Oil and gas industry infighting and a lack of political will and regulatory direction are stifling growth in the biofuels sector and may impede developing secure and sustainable energy growth in Europe.

In a debate at the World Biofuels Markets conference in Rotterdam, experts warned that if certain challenges are not tackled soon, long-term growth will be affected and a "two-speed" market will develop between the US and the rest of the world.

"The oil and gas industry is a problem for the biofuels sector," says Jonathon Porritt, founder director of Forum for the Future.

"You're up against massive lobbying from the oil industry. Both industries need to band together and stop fighting each other," added Gen Wesley Clark, former Nato Supreme Allied Commander and co-chair at Growth Energy.

Speakers also said that Europe needed to look to the US regulatory framework to encourage growth in the biofuels industry.

"There is a lot of political support for these endeavours, which is lacking in Europe. The US should be seen as the model to strive towards," said Clark.

L-R - Rogerio Manso (Solazyme), Petri Vasara (Pöyry Global BioFutures), Philip New (BP Biofuels), General Wesley Clark (NATO Growth Energy) at the World Biofuels Market conference (Photo: courtesy of World Biofuels Market)
L-R - Rogerio Manso (Solazyme), Petri Vasara (Pöyry Global BioFutures), Philip New (BP Biofuels), General Wesley Clark (NATO Growth Energy) at the World Biofuels Market conference (Photo: courtesy of World Biofuels Market)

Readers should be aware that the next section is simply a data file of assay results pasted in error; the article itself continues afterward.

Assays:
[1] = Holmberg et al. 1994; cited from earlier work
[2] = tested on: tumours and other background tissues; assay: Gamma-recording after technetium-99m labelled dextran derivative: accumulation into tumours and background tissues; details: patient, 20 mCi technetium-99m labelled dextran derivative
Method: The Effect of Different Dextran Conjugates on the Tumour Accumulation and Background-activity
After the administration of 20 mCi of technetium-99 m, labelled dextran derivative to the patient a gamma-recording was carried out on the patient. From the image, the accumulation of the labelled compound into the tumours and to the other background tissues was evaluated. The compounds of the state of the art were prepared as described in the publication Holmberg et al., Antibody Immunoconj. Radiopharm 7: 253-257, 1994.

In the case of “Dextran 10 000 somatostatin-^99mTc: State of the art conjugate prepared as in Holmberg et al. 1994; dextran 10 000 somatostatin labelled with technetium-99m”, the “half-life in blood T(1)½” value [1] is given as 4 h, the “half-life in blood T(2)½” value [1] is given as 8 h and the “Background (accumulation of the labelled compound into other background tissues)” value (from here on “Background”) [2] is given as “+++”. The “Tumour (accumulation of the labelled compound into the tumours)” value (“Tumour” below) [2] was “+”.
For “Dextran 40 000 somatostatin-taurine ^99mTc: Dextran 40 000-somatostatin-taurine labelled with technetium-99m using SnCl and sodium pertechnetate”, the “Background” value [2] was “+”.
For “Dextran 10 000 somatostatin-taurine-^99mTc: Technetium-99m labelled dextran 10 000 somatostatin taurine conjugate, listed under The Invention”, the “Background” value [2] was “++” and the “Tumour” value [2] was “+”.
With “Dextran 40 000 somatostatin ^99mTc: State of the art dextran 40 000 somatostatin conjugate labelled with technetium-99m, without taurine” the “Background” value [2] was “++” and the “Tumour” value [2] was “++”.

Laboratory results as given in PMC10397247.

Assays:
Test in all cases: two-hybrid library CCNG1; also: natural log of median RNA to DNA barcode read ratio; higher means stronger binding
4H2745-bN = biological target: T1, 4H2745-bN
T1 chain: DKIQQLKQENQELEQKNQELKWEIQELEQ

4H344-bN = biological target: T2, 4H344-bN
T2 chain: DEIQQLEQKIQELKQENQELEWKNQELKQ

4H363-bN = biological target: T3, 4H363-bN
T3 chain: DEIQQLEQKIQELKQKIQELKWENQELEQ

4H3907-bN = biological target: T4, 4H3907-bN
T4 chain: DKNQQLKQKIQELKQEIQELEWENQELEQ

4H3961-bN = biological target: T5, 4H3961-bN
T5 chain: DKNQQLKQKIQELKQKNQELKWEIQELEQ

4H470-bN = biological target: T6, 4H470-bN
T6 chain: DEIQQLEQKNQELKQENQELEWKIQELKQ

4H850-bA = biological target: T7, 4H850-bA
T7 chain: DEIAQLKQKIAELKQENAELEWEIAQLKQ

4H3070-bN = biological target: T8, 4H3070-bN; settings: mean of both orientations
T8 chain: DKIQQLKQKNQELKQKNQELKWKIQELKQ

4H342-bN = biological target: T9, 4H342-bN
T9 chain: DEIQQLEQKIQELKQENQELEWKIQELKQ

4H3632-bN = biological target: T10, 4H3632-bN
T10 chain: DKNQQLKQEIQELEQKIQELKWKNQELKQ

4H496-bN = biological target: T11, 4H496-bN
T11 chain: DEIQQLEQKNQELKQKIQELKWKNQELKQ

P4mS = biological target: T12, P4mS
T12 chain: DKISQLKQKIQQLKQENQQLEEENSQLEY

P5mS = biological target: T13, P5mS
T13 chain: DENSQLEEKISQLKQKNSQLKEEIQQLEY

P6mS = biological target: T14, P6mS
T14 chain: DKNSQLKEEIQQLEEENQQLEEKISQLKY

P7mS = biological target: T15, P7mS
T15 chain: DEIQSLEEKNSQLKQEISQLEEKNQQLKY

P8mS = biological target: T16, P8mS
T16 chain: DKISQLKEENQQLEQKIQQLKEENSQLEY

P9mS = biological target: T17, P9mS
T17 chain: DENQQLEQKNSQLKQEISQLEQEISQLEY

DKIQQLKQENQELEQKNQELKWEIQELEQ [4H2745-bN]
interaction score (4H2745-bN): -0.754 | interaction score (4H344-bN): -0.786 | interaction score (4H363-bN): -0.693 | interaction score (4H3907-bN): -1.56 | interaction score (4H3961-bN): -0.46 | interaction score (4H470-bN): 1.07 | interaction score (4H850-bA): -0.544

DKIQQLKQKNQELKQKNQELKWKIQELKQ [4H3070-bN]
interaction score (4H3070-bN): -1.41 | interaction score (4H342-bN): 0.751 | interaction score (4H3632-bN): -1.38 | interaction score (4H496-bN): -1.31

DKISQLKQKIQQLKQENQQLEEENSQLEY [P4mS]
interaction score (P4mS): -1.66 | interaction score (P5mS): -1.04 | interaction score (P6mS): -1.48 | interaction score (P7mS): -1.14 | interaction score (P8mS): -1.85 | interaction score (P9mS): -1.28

In the US, the Energy Independence and Security Act was enabled in 2007, which meant that the burgeoning biofuels market received government mandate and support.

Over the years, the US Environmental Protection Agency (EPA) delivered clear and stringent legislation within the biofuels market.

While Europe has put some biofuels' directives in place, experts say the EU is still far behind the US with respect to established legislation.

In addition, certification schemes, which offer a way for public and private companies or coalitions to govern how biofuels are produced, lack uniformity across the globe.

Maria van der Hoeven, an executive director at the International Energy Agency, said demand and growth for biofuels could not be taken for granted and that there was a need for a gradual shift to new technology.

She added: "We need national and international certification schemes" in order to improve links between feedstock and legislation.

BP Biofuels' CEO Philip New added that uncertainty in EU biofuels regulation had impacted investor confidence in the sector.

But he said that the biofuels industry needed to lean away from blaming markets or regulation and focus on producing a track record to assist with future investment.

In an interview with IBTimes UK, Michael Eckhart, a managing director and the global head of environment finance at Citigroup, said that certain milestones would need to be achieved in order to keep investors on the companies' side.

"A string of successes will lead to renewed success. Some companies have already fallen short, which of course has created a more difficult environment for the rest of the industry," he said.

"We need to see a consistent series of companies completing their projects on time and on budget in order to get a successful track record going. We are starting to see this already which is creating some cautious optimism about the sector again," Eckhart said.

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